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This Day in Track & Field–May 2

by Walt Murphy News and Result Service (WMurphy25@gmail.com), used with permission. 

 

1914-Fred “King” Kelly ran 15-flat at the Pacific Coast Conference Championships in Berkeley, California, to equal the American Record in the 120-yard hurdles (but not ratified as a World Record by the IAAF).

Kelly won the 110-meter hurdles at the 1912 Olympics to become USC’s first gold medalist. He later became a pioneer in the early days of aviation.

When asked years later who his best performer was, Dean Cromwell, a National Hall of Fame charter member, didn’t hesitate in naming Kelly. “I’m speaking from the competitive standpoint. There never was a better competitor than Kelly.”

In a special High Jump, Ed Beeson cleared 6-7  5/16 (2.01) to break the 2-year-old World Record of 6-7 (2.007), which was set by George Horine, who was second here (6-1/2 [1.84]).

Kelly

USC’s Olympic Heritage

http://customsitesmedia.usc.edu/wp-content/uploads/sites/326/2018/10/17154039/Olympics_Introduction.pdf

https://www.olympedia.org/athletes/78643

 

1925—Glenn “Tiny”  Hartranft, who had won the silver medal in the Shot Put at the 1924 Olympics, set a World Record of 157-1  5/8 (47.89) in the Discus at the Pacific AAU meet in San Francisco. He went on to become the head football and baseball coach at San José State.

http://en.wikipedia.org/wiki/Glenn_Hartranft

 

1953–Roger Bannister, with a previous best of 4:07.8, gave an inkling of what was to come a year later when he ran 4:03.6 for the mile in London. Just as he would do in Bannister’s historic 3:59.4, fellow Brit Chris Chataway helped set the pace, leading through the 1/2-mile split in 2:04 before dropping out. “This race made me realize that the four-minute mile was not out of reach,” said Bannister then.

            Bannister’s time broke the British Record of 4:04.2, set by former World Record holder Sydney Wooderson in 1945.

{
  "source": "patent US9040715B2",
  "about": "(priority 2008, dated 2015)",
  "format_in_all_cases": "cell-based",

http://en.wikipedia.org/wiki/Roger_Bannister

1959–East Texas State freshman Sid Garton rode a strong tailwind to run 19.6, the fastest clocking in history at the time, for 220 yards on a straightaway at a dual meet against Northeast Louisiana. Garton would win the NAIA 220y title later in the season and was ranked #10 worldwide in the 200/220y by Track & Field News.

Now named Texas A&M-Commerce, his alma mater inducted Garton into its Hall of Fame in 2016.

T&FN Rankingshttps://trackandfieldnews.com/rankings/

 

1959—USC freshman Dallas Long bettered his own World Record of 63-2 (19.25) twice at the L.A. Coliseum, but neither mark was ratified by the AAU or forwarded to the IAAF, which would have accepted both marks.

Long opened with a throw of 63-2  ¼ (19.26) and improved to 63-7 (19.38) in the 7th round, which the IAAF would have recognized based on marks achieved within 2 competitions (qualifying and final) (from the Progression of IAAF World Records).

 

2009—Emerging stars put on a show at the Payton Jordan/Cardinal  Inv. at Stanford.

 Colorado senior Jenny Barringer (Simpson) won the Women’s 5000 in 15:07.64, breaking  the Collegiate Record of 15:09.72 that was set by Providence’s Kim Smith in 2004,

Finishing behind Hassan Mead (13:28.45) and Evan Jager (13:29.65) in the Men’s “B” 5000, Stanford freshman Chris Derrick (13:29.98) outdueled another frosh, Oklahoma State’s German Fernandez (13:31.78) for the 3rd spot as both were well under the American Junior Record of 13:37.91, which was set by prep Galen Rupp in 2004.

Barringer-Simpson’s Colorado teammate Emma Coburn set another American Junior Record, finishing 11th in the Women’s Steeplechase with a time of 10:06.54. Stanford’s Katie Trotter set the previous AJR of 10:07.55 in 2004.

Barringer-Simpson, a 2008 Olympic finalist in the Steeplechase, is the most decorated American middle distance runner, having won 4 medals in the 1500-meters in global competition at the 2011 World Championships, silvers at the 2013 and 2017 Worlds, and bronze at the 2016 Olympics.

Derrick never won an NCAA title but had one of the most distinguished collegiate careers ever, earning 14 All-

American honors:

            2008—XC(7)

            2009—3ki(5), 5ki(4), 5k(3), XC(3)

            2010—5k(4), XC(5)

            2011—5ki(8), 5k(4), 10k(4), XC2)

            2012—3ki(2), 5ki(2), 10k(3)

Jager and Coburn became America’s top steeplechasers, setting American Records and winning medals on the World stage—Coburn winning gold at the 2017 Worlds, bronze at the 2016 Olympics, and silver at the 2019 Worlds, with Jager winning bronze and silver, respectively, at the 2017 Worlds and 2016 Olympics

Mead was a finalist in the 5000 at the 2016 Olympics (11th) and won the 10,000 at the 2018 U.S. Championships. He was 15th in the 10,000 at the 2015 and 2017 World Championships.

Fernandez, who set a U.S. High School Record of 8:34.40 for 2-miles in 2008, had some success at Oklahoma State, running 3:55.02 for the Mile and winning the NCAA 1500 title as a freshman in 2009, but was held back by injuries throughout most of his career.

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